The Christian Church is not Christian
There, I’ve said it.
And it needs to be said.
Religions and churches are distinguished from each other primarily by their beliefs, and by the way their adherents live as guided by those beliefs. Most religions get their beliefs from their sacred literature, and from their great spiritual leaders and teachers.
Hinduism follows the Vedas, particularly the Upanishads.
Buddhism follows the teachings of Gautama Buddha.
Judaism follows the teachings of the books of Moses and the rest of the Hebrew Bible, as interpreted and expanded by many rabbinic teachers over the centuries.
Islam follows the teachings in the Qur’an, as delivered by its great prophet, Muhammad.
And Christianity follows the teachings of Jesus Christ in the Gospels, and of the Bible as a whole.
Only it doesn’t.
None of the key teachings of the vast bulk of Christian churches are taught anywhere in the Bible. Jesus Christ himself did not teach any of the beliefs that these churches have set up as their primary, distinguishing doctrines.
Are some of their members Christians? Certainly, if they live according to the teachings of Jesus Christ.
But the churches themselves are not Christian. They have long since abandoned the teachings of Jesus Christ and the Bible in favor of doctrines that human theologians and councils have invented over the centuries.
Let’s look at some of the major non-Christian teachings that are at the center of these “Christian” churches.
The Trinity of Persons is Not a Christian Teaching
The Trinity of Persons is not a Christian teaching.
The Trinity of Persons is taught by the vast bulk of churches that call themselves Christian, including the Orthodox churches in the Eastern tradition, and the Roman Catholic Church and the Protestant churches in the Western tradition. In that loose sense, it could be called a “Christian” doctrine. But the Trinity of Persons is not taught by Jesus Christ in the Gospels, and it is not taught anywhere else in the Bible.
The Trinity of Persons did not come from the Bible. It came from various human theologians and councils, probably starting in the late second or early third century. It became official church doctrine at the First Council of Nicaea in the year 325 AD. This council was called by the Roman emperor Constantine, who personally presided over it.
Historians commonly say that Constantine, who was born and raised as a pagan polytheist, was the first Christian emperor, and converted the Roman Empire to Christianity. It would be more accurate to say that under Constantine, Christianity converted to pagan polytheism. Ever since, Christianity has worshiped three gods, called God the Father, God the Son, and God the Holy Spirit, while giving lip service to the idea that there is one God.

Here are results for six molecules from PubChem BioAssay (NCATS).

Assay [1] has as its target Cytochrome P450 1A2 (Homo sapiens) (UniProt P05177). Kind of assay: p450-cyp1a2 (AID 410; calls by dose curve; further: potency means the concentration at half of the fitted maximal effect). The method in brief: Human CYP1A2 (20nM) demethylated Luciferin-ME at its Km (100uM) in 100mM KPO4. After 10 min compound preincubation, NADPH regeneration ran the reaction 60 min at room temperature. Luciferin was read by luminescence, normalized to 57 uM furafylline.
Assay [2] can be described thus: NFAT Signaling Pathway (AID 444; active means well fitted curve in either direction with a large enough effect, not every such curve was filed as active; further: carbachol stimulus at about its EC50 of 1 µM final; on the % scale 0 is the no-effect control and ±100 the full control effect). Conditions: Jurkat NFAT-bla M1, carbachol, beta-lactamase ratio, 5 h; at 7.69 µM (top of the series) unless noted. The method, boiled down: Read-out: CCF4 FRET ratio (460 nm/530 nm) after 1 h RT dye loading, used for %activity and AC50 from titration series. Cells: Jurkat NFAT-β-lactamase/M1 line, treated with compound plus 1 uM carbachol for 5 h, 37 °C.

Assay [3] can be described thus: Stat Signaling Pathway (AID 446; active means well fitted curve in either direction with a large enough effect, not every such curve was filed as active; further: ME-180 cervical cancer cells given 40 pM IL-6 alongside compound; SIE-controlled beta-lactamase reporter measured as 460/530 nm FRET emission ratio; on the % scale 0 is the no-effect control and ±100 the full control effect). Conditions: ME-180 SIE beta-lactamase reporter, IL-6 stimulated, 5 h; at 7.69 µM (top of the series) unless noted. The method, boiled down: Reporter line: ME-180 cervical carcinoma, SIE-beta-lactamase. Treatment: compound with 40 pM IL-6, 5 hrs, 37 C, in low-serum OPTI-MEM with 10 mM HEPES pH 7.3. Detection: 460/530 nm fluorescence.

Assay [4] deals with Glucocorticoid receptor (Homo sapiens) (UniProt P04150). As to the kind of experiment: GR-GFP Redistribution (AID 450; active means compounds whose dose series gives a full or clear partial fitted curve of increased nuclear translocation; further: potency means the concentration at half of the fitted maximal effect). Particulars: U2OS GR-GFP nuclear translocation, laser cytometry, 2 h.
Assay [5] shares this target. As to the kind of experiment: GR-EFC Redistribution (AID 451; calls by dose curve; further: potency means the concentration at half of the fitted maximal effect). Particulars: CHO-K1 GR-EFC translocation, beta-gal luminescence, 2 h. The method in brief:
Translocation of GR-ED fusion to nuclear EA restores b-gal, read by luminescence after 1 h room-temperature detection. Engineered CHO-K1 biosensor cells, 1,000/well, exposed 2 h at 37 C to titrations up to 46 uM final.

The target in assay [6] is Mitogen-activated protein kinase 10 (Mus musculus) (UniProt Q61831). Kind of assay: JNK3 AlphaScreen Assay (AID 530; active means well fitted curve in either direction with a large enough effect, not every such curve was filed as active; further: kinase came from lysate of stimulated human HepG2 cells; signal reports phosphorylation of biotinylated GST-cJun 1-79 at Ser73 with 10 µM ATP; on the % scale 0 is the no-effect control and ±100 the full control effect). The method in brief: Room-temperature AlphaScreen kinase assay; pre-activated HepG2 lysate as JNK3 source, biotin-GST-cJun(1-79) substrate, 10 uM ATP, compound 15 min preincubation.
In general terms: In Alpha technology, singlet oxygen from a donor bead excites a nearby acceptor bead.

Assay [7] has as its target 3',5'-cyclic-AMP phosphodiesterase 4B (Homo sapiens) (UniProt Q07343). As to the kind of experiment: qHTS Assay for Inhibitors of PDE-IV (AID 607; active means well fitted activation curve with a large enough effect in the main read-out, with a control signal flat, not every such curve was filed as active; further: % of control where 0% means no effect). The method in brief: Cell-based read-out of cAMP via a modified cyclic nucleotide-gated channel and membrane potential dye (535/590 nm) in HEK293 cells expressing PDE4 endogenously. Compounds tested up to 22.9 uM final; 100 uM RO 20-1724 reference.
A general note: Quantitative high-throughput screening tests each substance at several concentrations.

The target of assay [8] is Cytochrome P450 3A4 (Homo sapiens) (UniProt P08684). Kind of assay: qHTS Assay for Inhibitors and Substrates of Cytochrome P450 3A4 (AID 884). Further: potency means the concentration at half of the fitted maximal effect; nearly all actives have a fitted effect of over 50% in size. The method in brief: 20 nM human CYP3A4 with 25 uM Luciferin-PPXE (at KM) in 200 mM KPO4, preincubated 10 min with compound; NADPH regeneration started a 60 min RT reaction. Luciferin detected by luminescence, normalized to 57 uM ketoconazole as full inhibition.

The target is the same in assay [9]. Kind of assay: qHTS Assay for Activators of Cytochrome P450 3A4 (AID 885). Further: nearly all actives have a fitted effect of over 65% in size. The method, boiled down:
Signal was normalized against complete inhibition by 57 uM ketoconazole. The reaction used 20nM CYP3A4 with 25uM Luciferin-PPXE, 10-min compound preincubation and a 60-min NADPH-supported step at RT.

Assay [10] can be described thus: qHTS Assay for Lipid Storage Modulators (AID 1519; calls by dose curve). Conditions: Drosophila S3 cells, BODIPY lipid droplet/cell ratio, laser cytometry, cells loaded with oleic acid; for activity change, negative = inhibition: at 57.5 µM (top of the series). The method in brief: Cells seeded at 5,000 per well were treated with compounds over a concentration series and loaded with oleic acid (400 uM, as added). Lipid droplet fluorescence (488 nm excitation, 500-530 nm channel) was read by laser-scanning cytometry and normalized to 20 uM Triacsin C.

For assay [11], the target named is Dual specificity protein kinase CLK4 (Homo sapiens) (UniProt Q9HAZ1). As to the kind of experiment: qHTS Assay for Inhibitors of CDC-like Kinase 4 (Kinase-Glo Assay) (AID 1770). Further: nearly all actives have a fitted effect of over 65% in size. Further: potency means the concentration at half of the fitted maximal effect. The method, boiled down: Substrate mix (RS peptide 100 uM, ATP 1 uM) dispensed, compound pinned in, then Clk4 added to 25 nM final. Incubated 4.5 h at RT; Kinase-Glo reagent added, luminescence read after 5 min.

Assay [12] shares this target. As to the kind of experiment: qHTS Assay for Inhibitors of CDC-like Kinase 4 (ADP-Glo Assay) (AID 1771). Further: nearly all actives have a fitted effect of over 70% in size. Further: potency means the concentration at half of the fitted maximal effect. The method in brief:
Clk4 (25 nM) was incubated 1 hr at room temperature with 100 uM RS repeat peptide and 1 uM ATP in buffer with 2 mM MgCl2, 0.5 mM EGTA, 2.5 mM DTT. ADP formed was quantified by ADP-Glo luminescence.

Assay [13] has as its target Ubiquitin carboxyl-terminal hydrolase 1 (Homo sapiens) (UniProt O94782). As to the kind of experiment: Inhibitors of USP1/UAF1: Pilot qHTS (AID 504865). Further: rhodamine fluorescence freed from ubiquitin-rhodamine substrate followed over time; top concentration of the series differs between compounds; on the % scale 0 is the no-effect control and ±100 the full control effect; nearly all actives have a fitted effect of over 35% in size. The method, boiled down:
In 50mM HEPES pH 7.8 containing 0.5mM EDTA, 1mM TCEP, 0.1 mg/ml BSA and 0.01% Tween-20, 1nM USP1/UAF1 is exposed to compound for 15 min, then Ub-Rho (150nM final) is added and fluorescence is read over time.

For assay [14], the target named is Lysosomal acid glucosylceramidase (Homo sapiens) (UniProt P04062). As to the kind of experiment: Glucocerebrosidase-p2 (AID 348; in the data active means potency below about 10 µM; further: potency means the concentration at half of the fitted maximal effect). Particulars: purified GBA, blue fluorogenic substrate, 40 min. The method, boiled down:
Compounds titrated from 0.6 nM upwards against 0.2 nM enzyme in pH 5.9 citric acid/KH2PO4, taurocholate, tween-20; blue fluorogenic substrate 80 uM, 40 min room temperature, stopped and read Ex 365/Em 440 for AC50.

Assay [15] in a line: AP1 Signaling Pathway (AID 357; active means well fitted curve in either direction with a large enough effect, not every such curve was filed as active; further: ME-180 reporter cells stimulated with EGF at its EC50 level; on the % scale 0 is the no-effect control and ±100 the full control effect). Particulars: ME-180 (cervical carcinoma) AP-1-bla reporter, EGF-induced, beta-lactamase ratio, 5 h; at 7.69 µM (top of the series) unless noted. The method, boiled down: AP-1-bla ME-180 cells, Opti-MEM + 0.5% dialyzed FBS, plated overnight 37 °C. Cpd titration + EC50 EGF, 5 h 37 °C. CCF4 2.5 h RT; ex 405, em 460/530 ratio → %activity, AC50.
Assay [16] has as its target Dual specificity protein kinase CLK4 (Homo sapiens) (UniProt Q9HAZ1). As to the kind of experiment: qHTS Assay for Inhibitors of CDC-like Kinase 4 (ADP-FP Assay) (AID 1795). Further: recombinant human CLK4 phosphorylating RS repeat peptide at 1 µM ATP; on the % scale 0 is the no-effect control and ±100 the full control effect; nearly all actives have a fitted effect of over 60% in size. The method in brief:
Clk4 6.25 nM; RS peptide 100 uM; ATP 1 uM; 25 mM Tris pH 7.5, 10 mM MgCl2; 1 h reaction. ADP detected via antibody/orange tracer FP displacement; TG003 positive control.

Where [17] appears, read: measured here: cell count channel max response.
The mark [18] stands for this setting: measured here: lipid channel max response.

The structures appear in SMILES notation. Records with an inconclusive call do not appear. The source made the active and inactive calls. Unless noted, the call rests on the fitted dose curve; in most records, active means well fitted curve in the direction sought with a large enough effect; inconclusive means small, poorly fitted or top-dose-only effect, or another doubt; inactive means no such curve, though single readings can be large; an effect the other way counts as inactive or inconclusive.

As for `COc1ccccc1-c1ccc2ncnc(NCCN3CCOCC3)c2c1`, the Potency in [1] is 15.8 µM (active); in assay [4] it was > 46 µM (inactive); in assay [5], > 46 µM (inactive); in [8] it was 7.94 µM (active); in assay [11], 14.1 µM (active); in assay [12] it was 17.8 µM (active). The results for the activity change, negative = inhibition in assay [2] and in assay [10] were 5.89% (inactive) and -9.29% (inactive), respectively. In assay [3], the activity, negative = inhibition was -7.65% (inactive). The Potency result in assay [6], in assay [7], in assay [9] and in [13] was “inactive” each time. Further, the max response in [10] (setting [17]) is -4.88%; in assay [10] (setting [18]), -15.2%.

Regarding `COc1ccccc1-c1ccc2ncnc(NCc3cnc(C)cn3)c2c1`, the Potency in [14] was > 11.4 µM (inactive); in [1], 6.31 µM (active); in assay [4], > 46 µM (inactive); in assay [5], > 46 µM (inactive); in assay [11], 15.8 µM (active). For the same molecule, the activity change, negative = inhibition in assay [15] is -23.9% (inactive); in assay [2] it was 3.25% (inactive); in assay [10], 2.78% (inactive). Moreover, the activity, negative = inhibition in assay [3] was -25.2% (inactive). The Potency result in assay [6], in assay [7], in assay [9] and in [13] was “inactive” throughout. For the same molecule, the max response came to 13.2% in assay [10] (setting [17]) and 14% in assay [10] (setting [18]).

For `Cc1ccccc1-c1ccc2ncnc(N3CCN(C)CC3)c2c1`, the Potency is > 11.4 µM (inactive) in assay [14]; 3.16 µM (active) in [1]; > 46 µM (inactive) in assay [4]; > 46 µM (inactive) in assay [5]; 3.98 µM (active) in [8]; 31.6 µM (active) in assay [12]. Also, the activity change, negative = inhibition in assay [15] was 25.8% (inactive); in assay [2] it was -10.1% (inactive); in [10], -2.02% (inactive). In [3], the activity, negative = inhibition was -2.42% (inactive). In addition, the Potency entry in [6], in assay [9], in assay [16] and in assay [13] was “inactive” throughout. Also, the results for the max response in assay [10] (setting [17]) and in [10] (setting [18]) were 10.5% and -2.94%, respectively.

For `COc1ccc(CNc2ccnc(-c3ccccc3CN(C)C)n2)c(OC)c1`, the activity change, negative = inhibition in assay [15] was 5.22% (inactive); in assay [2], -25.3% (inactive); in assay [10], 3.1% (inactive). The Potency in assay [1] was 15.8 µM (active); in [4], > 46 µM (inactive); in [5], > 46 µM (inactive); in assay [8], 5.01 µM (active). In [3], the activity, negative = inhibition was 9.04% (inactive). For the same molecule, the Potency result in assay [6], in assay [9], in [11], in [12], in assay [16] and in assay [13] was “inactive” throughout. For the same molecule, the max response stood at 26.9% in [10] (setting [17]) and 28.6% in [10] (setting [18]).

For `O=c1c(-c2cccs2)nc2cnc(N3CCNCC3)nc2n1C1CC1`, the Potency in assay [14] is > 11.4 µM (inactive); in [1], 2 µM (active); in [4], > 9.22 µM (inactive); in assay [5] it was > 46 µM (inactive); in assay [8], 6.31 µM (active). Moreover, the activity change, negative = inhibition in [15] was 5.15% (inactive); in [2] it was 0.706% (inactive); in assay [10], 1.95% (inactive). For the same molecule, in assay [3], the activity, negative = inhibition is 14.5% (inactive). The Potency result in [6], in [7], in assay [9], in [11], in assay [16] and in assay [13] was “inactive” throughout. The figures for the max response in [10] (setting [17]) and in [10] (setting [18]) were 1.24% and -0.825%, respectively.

That’s why the Christian Church is not Christian. All of its other non-Christian beliefs are based on this fundamental belief in three gods.
For more on this please see:
- Father, Son, and Holy Spirit
- Is the Doctrine of the Trinity Polytheistic?
- What is the Biblical basis for disbelief in the doctrine of the Trinity?
The Idea that Jesus’ Death Satisfied God the Father is Not Christian
Not long after the Great Schism that divorced Eastern and Western Christianity from each other in the year 1054, a new idea originated within the Western branch of Christianity. It was first presented in a book called Cur Deus Homo (“Why God was a Man”), whose author was a Catholic monk named Anselm. At the time he wrote the book, Anselm was serving as the archbishop of Canterbury in England.
Anselm was not happy with the theory of atonement that had reigned in Christianity for the first thousand years of its existence. That theory, sometimes called Christus Victor (“Christ the Victor”), held that Jesus saved us by defeating the Devil and thereby freeing us from slavery to the power of evil and sin.
In Cur Deus Homo, Anselm makes an elaborate rational argument in support of an entirely new theory, which became known as the satisfaction theory of atonement. God, Anselm argued, was offended by human sin, and required restitution for it. But fallen and sinful humans, he said, are not capable of providing that restitution. Therefore God’s Son, Jesus Christ, made the required restitution through his death on the cross. This death satisfied God’s need for restitution, thus redeeming sinful humans.
In Western Christianity, this new theory of atonement replaced the original Christian belief based on the Bible’s portrayal of Christ’s victory over the Devil. After Anselm originated satisfaction theory, it was further developed by theologians such as Peter Abelard and Thomas Aquinas into the present-day Catholic doctrine of atonement.
After the second great schism in Christianity, in which Protestantism divorced itself from the Roman Catholic Church, theologians such as Martin Luther, John Calvin, and Charles Hodge developed a distinctly Protestant form of satisfaction theory known as penal substitution. This is the idea that by his death on the cross Jesus Christ paid the penalty for human sins, thus satisfying God’s wrath at human beings for their sinfulness, and redeeming people who accept this “vicarious atonement” by having faith in Jesus.
There’s only one problem with satisfaction theory and its penal substitution variant: Jesus Christ does not teach it in the Gospels, nor does the Bible teach it anywhere else. That’s why Anselm used rational, not biblical, arguments to propose it in the first place.
The Bible never says that Christ’s death on the cross satisfied God’s justice, nor does it ever say that Christ paid the penalty for our sins. In fact, the Bible flatly rejects the whole idea that the suffering or punishment of an innocent person (in this case, Jesus Christ) could make up for the sins of a guilty person.
For more on this, please see:
- Did Jesus Really Die to Pay the Penalty for our Sins?
- The Faulty Foundations of Faith Alone – Part 5: Jesus Paid the Penalty For Our Sins?